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April 2011 Featured Article

 

Catastrophic Disaster: Can it Happen in New Jersey?

Triad Associates

 

The shocking and horrific images coming from Japan beg the question:  Can such a tragedy happen here in New Jersey?  Generally speaking, it is not likely.  We are fortunate to live in a part of the world that is not inclined to many natural disasters, but we are not immune to them either.

 

According to the U.S. Geological Survey, the most powerful earthquake to rock New Jersey was the November 1783 quake which would have measured 5.3 on today’s Richter Scale.  While a more powerful quake has not been felt in more than 225 years that does not preclude the possibility. The likelihood of such an event however, is very small. 

Earthquakes with a magnitude 5.0 occur 500 times on the average worldwide and generally cause minimal damage.  So, earthquakes that might be typical of this region are not expected to cause major damage to buildings or property.  A recent March 15, 2011 article in The Press of Atlantic City quoted seismologists and nuclear engineers indicating that there is no history on the Atlantic Coast of geological fault or other activity that would trigger a massive earthquake or related tsunami.

 

A far more likely New Jersey natural disaster would be one related to a variety of weather scenarios, including floods, tornados and particularly hurricanes.  The Cape May Hurricane of 1821 is the last major hurricane to make a direct landfall on the Garden State, although there have been a number of storms that have brushed the coast or traveled up the Delmarva Peninsula.  Hurricane Hazel in 1954 caused $350 million dollars in damage along the east coast from North Carolina to New York.  More recently Hurricane Floyd in 1999 wreaked billions of dollars in damages in New Jersey and a number of other east coast states, and caused major flooding throughout many Atlantic coastal communities.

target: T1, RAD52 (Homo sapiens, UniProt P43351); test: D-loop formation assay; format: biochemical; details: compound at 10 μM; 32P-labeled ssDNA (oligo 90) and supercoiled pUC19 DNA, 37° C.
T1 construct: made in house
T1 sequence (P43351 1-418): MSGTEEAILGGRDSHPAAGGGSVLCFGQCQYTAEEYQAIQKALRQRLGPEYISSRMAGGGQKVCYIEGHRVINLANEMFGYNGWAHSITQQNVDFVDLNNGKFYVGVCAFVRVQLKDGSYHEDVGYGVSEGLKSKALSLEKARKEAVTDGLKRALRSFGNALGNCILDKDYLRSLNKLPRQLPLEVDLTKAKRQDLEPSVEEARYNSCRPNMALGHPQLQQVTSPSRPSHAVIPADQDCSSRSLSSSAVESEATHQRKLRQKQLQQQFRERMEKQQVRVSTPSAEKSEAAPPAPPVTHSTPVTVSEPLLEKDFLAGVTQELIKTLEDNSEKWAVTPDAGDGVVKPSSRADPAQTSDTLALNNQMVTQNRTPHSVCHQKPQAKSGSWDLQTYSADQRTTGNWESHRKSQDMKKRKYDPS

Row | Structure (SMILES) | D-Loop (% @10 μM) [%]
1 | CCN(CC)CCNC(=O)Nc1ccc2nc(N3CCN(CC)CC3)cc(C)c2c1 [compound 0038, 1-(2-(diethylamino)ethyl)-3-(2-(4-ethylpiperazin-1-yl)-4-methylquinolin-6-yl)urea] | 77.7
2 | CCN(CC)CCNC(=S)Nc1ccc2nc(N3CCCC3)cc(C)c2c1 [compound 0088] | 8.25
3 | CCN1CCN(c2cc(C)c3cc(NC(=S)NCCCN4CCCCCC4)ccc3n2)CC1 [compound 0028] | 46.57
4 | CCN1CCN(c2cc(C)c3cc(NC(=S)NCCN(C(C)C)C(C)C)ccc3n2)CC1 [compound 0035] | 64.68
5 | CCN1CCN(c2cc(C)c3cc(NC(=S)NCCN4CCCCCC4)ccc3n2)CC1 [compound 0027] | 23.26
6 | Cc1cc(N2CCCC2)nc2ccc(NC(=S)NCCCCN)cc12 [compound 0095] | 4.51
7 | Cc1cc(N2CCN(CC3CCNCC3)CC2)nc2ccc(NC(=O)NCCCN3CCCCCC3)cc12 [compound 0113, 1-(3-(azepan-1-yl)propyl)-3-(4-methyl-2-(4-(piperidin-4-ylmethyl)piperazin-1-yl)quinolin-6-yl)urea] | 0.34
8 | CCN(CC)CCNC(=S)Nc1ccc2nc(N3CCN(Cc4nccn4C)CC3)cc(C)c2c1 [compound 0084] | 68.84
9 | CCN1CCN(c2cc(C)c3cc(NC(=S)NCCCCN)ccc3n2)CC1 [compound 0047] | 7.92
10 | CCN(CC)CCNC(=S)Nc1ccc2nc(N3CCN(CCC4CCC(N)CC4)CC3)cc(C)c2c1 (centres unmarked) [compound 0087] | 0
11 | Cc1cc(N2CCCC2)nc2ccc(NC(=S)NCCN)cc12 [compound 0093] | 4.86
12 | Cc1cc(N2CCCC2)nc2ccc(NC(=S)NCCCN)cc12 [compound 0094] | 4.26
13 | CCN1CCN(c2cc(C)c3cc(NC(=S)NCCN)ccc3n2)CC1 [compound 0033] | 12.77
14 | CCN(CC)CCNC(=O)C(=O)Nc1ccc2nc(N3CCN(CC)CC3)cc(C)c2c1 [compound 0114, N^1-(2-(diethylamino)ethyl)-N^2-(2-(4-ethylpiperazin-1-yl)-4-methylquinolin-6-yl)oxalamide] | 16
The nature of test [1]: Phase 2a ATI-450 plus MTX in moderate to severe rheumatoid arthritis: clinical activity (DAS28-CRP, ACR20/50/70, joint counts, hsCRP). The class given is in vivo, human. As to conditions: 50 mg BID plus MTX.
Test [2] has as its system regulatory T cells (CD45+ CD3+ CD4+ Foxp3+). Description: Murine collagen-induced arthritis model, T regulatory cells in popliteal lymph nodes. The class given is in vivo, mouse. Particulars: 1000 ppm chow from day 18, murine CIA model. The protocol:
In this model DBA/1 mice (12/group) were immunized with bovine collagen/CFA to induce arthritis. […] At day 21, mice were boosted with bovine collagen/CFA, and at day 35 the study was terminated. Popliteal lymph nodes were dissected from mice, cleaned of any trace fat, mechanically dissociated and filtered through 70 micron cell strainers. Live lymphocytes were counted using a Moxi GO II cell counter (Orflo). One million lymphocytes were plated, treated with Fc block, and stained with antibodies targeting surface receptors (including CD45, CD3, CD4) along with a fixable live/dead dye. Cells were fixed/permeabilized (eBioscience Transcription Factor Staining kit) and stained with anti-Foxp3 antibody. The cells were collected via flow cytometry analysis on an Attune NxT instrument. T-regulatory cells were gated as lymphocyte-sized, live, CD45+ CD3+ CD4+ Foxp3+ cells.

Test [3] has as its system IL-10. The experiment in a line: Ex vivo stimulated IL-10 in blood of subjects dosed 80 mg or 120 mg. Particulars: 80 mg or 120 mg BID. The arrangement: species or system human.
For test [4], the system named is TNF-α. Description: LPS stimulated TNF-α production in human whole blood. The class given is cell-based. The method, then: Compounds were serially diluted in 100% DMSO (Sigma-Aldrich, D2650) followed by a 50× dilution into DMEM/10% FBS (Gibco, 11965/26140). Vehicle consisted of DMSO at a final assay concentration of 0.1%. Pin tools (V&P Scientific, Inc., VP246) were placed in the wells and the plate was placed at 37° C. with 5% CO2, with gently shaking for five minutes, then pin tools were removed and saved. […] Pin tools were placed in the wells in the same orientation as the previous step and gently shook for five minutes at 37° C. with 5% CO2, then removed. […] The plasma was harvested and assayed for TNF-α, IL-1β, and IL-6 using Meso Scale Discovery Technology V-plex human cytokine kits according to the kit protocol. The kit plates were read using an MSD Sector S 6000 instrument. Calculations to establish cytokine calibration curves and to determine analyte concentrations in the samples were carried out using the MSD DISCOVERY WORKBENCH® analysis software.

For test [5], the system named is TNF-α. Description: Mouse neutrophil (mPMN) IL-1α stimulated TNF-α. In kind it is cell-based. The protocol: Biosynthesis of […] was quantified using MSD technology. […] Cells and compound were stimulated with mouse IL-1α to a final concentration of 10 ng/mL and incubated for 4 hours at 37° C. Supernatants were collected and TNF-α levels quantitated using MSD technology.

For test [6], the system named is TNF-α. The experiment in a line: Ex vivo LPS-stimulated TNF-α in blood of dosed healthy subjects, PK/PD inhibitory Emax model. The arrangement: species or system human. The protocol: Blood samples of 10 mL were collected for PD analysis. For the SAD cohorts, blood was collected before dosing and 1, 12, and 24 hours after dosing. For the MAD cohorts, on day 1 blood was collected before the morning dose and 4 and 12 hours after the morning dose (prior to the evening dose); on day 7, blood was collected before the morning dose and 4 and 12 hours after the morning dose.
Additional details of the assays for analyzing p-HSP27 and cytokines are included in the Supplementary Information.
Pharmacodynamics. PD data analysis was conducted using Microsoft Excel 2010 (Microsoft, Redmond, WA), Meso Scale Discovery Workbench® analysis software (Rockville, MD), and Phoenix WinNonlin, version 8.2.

So, whether it is from fire, hurricanes, flooding, tornados, the occasional earthquake or some other natural phenomenon, municipalities need to be prepared for natural disasters.  There are many resources available to assist New Jersey communities in this effort.  Some good places to start preparing a municipal disaster plan or for guidance on informing the public include:

 

  • The NJ Office of Emergency Management: This office, coordinated through the NJ State Police, provides a wide range of information on training, education and disaster planning for schools, municipalities and residents.
  • County EMS Offices: Chances are your County government has an Emergency Management Office or Department that coordinates with local government, drills for a variety of natural and man-made disasters and regularly prepares and updates a plan for dealing with natural disasters in your community.